Wednesday, 2 March 2016

Britain's Far Right and the immigration question

Far-right poses greater threat to Britain than Islamist terror – report

© Darren Hauck
© Darren Hauck / Reuters

1 March, 2016

Right-wing extremists pose a serious threat to UK security, says a new report on ‘lone-actor terrorism’ in Europe by the Royal United Services Institute (RUSI), Chatham House, the Institute for Strategic Dialogue and the University of Leiden.

The report states that individual attacks in the mold of Anders Breivik, whose far-right ideologies inspired his massacre of 77 people in the Norwegian capital Oslo and on the island of Utøya in 2011, are harder to detect and account for more fatalities than religiously motivated attacks.

Of the 124 terror perpetrators in Europe over the last 15 years, 33 percent were branded right-wing extremists compared to 38 percent who were religiously inspired.

The authors of the report were themselves surprised by the results.

Given the intense public focus on religiously inspired terrorism, the finding that right-wing extremists account for a similar proportion of perpetrators within the database is particularly significant,” they said.

The report comes in light of a North West Infidels’ demonstration in Liverpool on February 27.

The right-wing group marched to “exercise our democratic rights to freedom of expression, speech, movement and assembly.”

However, the group sparked violence in the city center and daubed walls with Nazi-style propaganda. 

St George's Hall defaced by the Nazis with swastikas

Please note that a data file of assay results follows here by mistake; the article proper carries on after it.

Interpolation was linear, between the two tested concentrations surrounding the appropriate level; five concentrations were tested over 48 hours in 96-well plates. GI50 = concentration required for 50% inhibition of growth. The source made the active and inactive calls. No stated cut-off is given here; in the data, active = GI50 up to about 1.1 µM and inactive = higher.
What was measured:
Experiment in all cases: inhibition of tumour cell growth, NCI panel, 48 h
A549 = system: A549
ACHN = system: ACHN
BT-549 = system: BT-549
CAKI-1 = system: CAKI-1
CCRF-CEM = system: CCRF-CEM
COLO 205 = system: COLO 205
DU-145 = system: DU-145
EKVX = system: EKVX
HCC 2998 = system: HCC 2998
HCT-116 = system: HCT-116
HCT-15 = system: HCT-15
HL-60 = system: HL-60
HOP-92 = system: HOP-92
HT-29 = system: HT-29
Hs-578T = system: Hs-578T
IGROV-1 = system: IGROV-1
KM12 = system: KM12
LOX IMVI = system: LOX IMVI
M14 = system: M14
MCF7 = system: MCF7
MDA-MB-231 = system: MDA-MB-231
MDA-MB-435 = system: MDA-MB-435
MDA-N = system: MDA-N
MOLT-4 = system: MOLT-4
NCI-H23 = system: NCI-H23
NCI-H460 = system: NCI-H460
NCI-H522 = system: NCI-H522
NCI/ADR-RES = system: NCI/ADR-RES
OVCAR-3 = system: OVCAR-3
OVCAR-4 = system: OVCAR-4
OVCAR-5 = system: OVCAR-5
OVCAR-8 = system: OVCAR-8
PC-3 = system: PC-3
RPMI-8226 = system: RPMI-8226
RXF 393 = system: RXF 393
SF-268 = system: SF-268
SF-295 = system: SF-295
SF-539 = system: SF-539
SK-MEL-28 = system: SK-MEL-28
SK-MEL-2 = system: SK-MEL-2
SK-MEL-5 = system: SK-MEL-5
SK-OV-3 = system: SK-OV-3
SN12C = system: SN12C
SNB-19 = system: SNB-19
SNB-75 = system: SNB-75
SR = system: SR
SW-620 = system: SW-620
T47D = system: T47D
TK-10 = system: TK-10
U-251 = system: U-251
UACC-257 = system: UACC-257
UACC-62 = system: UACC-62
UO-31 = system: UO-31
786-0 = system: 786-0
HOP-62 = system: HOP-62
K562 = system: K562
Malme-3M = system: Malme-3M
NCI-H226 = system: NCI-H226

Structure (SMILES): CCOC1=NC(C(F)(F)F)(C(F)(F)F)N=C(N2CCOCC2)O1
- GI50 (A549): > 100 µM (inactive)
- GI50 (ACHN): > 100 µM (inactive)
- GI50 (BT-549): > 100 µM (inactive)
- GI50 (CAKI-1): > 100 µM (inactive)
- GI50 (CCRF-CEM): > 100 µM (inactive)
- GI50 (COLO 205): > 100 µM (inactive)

The murder of British solider Lee Rigby in Woolwich in 2013 motivated a wave of far-right attacks in the UK. Researchers behind the report warned UK security forces that the re-launched British wing of Pegida may give “moral oxygen” to far-right extremists.

Almost half of right-wing attacks in Britain over the last three years are said to have been motivated by the murder of Rigby, with Islamic communities the target of far-right retaliation.

White supremacist Pavlo Lapshyn started his terror campaign in the summer of 2013, hoping to trigger a race war on the streets of Britain. He stabbed Mohammed Saleem, 82, as he walked back from his local mosque and continued to plant homemade explosives outside mosques in Tipton, Walsall and Wolverhampton.

The Metropolitan Police said anti-Muslim hate crimes increased 65 percent in London in 2014, a rise also thought to have been influenced by the Lee Rigby case.

Tell MAMA, an organization dealing with anti-Islamic hate crimes in the UK, said incidents soared in the month following the attack, from 22 cases per month to 109.

The authors of the report now warn the UK may face another wave of retaliation.

In light of the refugee crisis currently unfolding across Europe, which has affected all European countries in one way or another, the threat of a resurgent and violent far-right attack has become intensified,” they said.

The problem that security forces face is the random nature of lone attackers, who tend to avoid security ‘trip wires.’ With public attentions firmly fixed on Islamic terror groups, resources are comparatively sparse when dealing with far-right loan terror plots.

Melanie Smith, one of the authors of the report, said: “It became clear that actually the vast majority were going to [be] looking for religiously inspired terrorists, which kind of made sense to us because that’s what we were expecting too.”

White Britons are now a minority in 4 towns and cities